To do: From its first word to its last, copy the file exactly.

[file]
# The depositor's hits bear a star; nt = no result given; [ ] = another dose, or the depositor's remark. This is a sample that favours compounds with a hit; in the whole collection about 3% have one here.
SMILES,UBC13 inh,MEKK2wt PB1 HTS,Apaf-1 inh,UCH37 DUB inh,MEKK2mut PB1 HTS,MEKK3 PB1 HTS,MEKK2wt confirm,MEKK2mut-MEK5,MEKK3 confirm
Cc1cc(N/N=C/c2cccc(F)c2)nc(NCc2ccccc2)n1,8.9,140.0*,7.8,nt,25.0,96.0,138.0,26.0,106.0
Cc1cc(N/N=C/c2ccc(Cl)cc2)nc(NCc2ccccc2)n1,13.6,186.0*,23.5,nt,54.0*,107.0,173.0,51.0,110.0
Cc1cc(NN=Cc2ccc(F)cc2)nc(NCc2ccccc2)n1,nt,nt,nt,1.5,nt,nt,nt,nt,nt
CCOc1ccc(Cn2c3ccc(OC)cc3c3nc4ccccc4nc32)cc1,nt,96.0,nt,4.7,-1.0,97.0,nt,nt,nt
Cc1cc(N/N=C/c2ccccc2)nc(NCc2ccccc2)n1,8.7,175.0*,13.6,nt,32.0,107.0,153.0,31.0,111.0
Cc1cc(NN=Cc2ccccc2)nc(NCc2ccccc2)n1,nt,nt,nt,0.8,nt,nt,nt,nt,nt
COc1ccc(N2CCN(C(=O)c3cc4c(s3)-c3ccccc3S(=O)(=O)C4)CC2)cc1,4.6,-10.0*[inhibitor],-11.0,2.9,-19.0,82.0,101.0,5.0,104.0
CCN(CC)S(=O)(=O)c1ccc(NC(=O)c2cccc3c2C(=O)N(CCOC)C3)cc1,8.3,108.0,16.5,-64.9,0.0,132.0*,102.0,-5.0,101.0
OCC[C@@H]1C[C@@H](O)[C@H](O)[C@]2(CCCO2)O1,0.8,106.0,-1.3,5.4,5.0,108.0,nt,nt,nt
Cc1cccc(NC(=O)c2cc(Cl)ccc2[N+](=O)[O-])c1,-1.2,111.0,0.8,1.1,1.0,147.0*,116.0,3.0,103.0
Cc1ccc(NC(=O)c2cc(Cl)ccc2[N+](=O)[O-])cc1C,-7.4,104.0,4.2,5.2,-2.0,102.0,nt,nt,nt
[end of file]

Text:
# The depositor's hits bear a star; nt = no result given; [ ] = another dose, or the depositor's remark. This is a sample that favours compounds with a hit; in the whole collection about 3% have one here.
SMILES,UBC13 inh,MEKK2wt PB1 HTS,Apaf-1 inh,UCH37 DUB inh,MEKK2mut PB1 HTS,MEKK3 PB1 HTS,MEKK2wt confirm,MEKK2mut-MEK5,MEKK3 confirm
Cc1cc(N/N=C/c2cccc(F)c2)nc(NCc2ccccc2)n1,8.9,140.0*,7.8,nt,25.0,96.0,138.0,26.0,106.0
Cc1cc(N/N=C/c2ccc(Cl)cc2)nc(NCc2ccccc2)n1,13.6,186.0*,23.5,nt,54.0*,107.0,173.0,51.0,110.0
Cc1cc(NN=Cc2ccc(F)cc2)nc(NCc2ccccc2)n1,nt,nt,nt,1.5,nt,nt,nt,nt,nt
CCOc1ccc(Cn2c3ccc(OC)cc3c3nc4ccccc4nc32)cc1,nt,96.0,nt,4.7,-1.0,97.0,nt,nt,nt
Cc1cc(N/N=C/c2ccccc2)nc(NCc2ccccc2)n1,8.7,175.0*,13.6,nt,32.0,107.0,153.0,31.0,111.0
Cc1cc(NN=Cc2ccccc2)nc(NCc2ccccc2)n1,nt,nt,nt,0.8,nt,nt,nt,nt,nt
COc1ccc(N2CCN(C(=O)c3cc4c(s3)-c3ccccc3S(=O)(=O)C4)CC2)cc1,4.6,-10.0*[inhibitor],-11.0,2.9,-19.0,82.0,101.0,5.0,104.0
CCN(CC)S(=O)(=O)c1ccc(NC(=O)c2cccc3c2C(=O)N(CCOC)C3)cc1,8.3,108.0,16.5,-64.9,0.0,132.0*,102.0,-5.0,101.0
OCC[C@@H]1C[C@@H](O)[C@H](O)[C@]2(CCCO2)O1,0.8,106.0,-1.3,5.4,5.0,108.0,nt,nt,nt
Cc1cccc(NC(=O)c2cc(Cl)ccc2[N+](=O)[O-])c1,-1.2,111.0,0.8,1.1,1.0,147.0*,116.0,3.0,103.0
Cc1ccc(NC(=O)c2cc(Cl)ccc2[N+](=O)[O-])cc1C,-7.4,104.0,4.2,5.2,-2.0,102.0,nt,nt,nt